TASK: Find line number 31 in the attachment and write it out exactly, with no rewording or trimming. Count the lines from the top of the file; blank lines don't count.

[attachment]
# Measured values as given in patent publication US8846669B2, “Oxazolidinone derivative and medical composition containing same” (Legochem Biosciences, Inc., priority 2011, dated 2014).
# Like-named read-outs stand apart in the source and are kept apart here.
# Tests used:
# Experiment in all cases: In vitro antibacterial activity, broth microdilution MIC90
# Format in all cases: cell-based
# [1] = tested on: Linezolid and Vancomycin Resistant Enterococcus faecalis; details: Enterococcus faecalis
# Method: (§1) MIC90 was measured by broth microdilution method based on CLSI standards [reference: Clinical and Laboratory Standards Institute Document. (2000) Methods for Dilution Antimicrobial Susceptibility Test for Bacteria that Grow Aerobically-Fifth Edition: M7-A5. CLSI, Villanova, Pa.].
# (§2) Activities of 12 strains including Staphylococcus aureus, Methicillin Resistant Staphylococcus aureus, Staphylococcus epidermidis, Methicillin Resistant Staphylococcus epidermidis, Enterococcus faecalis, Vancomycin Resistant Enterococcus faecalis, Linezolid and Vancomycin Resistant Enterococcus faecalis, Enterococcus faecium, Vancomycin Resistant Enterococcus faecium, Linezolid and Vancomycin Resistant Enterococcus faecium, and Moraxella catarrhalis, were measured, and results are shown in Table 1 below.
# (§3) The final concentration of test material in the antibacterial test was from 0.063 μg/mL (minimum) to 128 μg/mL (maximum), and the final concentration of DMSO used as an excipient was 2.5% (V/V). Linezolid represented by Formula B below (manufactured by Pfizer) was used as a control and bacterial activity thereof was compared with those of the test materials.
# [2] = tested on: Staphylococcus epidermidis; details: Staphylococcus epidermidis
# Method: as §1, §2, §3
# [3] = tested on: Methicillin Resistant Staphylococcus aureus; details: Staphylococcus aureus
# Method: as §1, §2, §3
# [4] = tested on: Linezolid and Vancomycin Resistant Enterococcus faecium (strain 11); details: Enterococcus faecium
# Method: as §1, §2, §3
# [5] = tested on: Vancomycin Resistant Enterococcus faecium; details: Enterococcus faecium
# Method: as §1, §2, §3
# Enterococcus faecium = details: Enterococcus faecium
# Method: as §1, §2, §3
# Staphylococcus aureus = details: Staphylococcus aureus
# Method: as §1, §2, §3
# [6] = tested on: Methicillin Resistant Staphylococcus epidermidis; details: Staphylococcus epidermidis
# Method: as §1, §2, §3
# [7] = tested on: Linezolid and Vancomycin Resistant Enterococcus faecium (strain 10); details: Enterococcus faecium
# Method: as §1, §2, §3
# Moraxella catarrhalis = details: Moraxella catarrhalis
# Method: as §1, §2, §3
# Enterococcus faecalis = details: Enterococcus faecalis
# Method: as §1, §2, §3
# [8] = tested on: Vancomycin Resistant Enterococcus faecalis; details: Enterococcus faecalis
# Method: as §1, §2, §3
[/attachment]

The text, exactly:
# Method: as §1, §2, §3